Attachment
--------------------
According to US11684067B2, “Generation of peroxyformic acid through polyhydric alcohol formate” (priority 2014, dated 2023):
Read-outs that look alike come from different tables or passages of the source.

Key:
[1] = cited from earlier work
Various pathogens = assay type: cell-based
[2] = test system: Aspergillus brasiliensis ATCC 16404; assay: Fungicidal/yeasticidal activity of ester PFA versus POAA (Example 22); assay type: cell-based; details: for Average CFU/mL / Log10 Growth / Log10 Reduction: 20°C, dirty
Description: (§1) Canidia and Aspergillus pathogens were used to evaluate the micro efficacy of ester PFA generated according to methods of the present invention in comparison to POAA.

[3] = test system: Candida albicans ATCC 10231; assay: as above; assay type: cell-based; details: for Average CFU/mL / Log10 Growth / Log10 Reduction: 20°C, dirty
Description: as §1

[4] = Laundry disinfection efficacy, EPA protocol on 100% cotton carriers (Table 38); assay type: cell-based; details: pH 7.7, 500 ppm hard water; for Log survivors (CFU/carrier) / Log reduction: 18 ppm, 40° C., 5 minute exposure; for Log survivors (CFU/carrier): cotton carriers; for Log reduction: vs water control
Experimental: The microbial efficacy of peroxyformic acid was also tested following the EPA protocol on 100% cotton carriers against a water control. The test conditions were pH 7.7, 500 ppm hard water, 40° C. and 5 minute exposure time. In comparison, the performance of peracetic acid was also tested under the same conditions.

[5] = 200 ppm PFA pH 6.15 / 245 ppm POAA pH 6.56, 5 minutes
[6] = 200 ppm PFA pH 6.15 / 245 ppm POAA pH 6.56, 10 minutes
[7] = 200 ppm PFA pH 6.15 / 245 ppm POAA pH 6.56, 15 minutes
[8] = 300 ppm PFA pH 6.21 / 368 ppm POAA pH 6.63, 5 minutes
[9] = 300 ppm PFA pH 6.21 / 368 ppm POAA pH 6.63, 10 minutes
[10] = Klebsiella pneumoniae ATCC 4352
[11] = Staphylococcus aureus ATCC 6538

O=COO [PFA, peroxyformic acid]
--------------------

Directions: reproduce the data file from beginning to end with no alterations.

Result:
According to US11684067B2, “Generation of peroxyformic acid through polyhydric alcohol formate” (priority 2014, dated 2023):
Read-outs that look alike come from different tables or passages of the source.

Key:
[1] = cited from earlier work
Various pathogens = assay type: cell-based
[2] = test system: Aspergillus brasiliensis ATCC 16404; assay: Fungicidal/yeasticidal activity of ester PFA versus POAA (Example 22); assay type: cell-based; details: for Average CFU/mL / Log10 Growth / Log10 Reduction: 20°C, dirty
Description: (§1) Canidia and Aspergillus pathogens were used to evaluate the micro efficacy of ester PFA generated according to methods of the present invention in comparison to POAA.

[3] = test system: Candida albicans ATCC 10231; assay: as above; assay type: cell-based; details: for Average CFU/mL / Log10 Growth / Log10 Reduction: 20°C, dirty
Description: as §1

[4] = Laundry disinfection efficacy, EPA protocol on 100% cotton carriers (Table 38); assay type: cell-based; details: pH 7.7, 500 ppm hard water; for Log survivors (CFU/carrier) / Log reduction: 18 ppm, 40° C., 5 minute exposure; for Log survivors (CFU/carrier): cotton carriers; for Log reduction: vs water control
Experimental: The microbial efficacy of peroxyformic acid was also tested following the EPA protocol on 100% cotton carriers against a water control. The test conditions were pH 7.7, 500 ppm hard water, 40° C. and 5 minute exposure time. In comparison, the performance of peracetic acid was also tested under the same conditions.

[5] = 200 ppm PFA pH 6.15 / 245 ppm POAA pH 6.56, 5 minutes
[6] = 200 ppm PFA pH 6.15 / 245 ppm POAA pH 6.56, 10 minutes
[7] = 200 ppm PFA pH 6.15 / 245 ppm POAA pH 6.56, 15 minutes
[8] = 300 ppm PFA pH 6.21 / 368 ppm POAA pH 6.63, 5 minutes
[9] = 300 ppm PFA pH 6.21 / 368 ppm POAA pH 6.63, 10 minutes
[10] = Klebsiella pneumoniae ATCC 4352
[11] = Staphylococcus aureus ATCC 6538

O=COO [PFA, peroxyformic acid]